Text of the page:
- Borin Khoun, 45, of Lawrenceville, Georgia, was sentenced on July 27, 2022, after pleading guilty to two indictments charging him with theft in connection with his receipt of fraud proceeds from romance and inheritance scams. Khoun was sentenced to 15 years, with the first 90 days to be served in custody followed by nine months of work release, and the remainder on probation. Khoun was also fined $1,500 and ordered to pay $234,479.58 in restitution to victims.
- Olayemi Fadipe, 41, of Snellville, Georgia, was charged by accusation for theft by receiving in connection with his participation in a romance/confidence fraud scheme.
- Stella Mae Zebic, 43, of Brookhaven, Georgia, was indicted in DeKalb County, Georgia, on January 17, 2023, on charges of theft by taking, computer crimes, and identity fraud in connection with her participation in a BEC scheme.
- Jaysen Robinson, 24, of Dunwoody, Georgia, was indicted in Fulton County, Georgia, on December 6, 2022, on charges of theft by taking and money laundering in connection with his participation in a BEC scheme that targeted a law firm.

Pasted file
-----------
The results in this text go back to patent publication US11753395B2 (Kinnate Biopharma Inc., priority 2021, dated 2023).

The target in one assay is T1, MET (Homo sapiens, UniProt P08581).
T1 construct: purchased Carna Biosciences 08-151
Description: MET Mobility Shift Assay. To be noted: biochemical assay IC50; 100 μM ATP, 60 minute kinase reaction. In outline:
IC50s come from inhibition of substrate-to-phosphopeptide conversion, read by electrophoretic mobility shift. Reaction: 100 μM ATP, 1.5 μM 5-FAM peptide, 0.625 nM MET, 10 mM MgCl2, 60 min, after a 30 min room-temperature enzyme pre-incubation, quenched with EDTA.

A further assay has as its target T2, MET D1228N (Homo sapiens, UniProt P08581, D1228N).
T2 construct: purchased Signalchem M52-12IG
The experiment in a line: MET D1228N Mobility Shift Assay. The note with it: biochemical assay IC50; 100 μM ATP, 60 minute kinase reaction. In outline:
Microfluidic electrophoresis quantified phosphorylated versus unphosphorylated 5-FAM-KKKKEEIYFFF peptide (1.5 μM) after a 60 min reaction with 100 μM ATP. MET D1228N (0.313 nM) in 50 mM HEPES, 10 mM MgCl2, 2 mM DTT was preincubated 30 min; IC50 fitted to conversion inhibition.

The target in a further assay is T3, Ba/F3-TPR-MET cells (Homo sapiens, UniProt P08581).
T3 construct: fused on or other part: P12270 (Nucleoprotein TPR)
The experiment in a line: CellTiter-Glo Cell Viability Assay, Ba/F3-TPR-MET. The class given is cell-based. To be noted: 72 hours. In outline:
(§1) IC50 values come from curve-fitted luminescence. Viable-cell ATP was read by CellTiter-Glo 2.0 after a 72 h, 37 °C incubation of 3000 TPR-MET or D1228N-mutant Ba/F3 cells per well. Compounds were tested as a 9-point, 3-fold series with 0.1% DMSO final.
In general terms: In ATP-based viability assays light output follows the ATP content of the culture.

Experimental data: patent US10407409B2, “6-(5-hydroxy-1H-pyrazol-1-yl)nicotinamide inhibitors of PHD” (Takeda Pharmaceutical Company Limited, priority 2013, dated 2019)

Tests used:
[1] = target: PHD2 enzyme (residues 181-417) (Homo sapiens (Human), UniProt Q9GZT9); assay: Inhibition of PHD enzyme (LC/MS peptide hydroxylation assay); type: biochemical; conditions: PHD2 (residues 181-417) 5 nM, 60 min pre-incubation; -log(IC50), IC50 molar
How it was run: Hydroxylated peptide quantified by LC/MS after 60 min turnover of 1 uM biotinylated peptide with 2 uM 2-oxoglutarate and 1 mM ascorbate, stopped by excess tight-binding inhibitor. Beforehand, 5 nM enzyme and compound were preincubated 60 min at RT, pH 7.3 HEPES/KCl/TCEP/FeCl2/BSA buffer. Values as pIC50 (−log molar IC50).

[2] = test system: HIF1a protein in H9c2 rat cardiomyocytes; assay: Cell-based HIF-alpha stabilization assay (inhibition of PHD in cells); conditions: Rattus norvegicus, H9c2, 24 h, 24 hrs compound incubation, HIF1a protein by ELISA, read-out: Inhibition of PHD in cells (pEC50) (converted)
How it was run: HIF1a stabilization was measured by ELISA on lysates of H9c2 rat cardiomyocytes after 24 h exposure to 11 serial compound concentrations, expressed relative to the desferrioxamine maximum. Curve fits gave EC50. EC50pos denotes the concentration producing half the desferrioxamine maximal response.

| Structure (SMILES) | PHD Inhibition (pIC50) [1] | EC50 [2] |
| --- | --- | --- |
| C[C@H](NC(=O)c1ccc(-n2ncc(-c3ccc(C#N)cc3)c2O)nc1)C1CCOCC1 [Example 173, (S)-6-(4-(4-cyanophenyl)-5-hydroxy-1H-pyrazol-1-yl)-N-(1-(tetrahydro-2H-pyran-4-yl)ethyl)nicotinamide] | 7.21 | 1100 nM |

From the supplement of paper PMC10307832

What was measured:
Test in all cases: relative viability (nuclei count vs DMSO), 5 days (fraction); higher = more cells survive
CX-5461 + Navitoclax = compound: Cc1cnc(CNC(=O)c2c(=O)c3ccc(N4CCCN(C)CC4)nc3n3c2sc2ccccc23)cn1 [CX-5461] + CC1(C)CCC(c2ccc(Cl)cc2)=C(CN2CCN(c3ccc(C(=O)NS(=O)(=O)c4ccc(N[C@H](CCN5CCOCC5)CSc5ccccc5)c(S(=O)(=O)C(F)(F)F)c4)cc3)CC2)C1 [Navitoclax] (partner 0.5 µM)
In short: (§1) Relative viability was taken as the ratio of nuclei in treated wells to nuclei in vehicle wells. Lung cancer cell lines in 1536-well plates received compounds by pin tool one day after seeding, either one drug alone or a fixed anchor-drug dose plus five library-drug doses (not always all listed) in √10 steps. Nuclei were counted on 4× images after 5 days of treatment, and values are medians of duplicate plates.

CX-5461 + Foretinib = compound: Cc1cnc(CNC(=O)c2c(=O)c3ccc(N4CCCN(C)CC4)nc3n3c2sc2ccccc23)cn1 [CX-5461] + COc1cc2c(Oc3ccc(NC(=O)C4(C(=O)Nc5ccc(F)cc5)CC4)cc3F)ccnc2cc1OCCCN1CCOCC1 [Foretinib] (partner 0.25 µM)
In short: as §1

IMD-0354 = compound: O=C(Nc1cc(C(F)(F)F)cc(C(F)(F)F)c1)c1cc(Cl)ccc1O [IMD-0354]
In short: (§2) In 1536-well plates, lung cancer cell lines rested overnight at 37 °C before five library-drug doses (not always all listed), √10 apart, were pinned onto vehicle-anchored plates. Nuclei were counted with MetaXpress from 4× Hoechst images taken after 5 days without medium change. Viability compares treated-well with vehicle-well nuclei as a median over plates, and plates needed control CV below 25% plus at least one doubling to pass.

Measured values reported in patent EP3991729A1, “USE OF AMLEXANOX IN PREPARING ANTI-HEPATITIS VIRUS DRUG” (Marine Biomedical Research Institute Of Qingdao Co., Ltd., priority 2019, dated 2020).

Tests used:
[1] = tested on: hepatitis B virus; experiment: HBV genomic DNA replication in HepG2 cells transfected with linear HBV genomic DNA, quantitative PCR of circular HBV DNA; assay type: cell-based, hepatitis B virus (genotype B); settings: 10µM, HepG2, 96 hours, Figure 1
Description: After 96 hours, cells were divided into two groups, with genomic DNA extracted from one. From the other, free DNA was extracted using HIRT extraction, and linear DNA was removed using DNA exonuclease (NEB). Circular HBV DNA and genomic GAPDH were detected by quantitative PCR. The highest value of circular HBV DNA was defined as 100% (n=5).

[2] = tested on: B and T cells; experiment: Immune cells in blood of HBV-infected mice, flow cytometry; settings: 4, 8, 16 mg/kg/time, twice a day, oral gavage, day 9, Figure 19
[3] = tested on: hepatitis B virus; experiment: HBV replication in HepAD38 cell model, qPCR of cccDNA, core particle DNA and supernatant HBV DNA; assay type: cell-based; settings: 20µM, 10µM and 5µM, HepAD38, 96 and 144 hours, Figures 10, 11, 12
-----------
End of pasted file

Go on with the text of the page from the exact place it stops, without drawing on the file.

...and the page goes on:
- Augustus Edmund, 62, of Conyers, Georgia, was indicted in Hall County, Georgia, on February 15, 2023, on two counts of theft by taking for his role in a BEC scheme. The indictment alleges that he took over $200,000 from a non-profit organization in August 2021.
- Ugochinyere Anazodo, 44, of Suwannee, Georgia, was indicted in Gwinnett County, Georgia, on February 15, 2023, on charges of racketeering, theft, and money laundering in connection with his participation in several cyber-enabled fraud schemes, including romance and confidence frauds and a BEC fraud that resulted in a loss to the Georgia Department of Transportation.
- Chigbogwu Nnamani, 53, of Marietta, Georgia, was indicted in Gwinnett County on February 8, 2023, for theft by taking in connection with his participation in a BEC scheme.